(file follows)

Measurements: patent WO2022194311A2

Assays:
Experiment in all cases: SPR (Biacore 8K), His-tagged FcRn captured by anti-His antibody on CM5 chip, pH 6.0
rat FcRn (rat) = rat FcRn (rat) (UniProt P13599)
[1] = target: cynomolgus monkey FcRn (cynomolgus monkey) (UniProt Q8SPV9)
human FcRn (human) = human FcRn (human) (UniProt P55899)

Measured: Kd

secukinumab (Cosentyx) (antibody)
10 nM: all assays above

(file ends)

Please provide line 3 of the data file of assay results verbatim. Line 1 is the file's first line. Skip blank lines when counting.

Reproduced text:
Experiment in all cases: SPR (Biacore 8K), His-tagged FcRn captured by anti-His antibody on CM5 chip, pH 6.0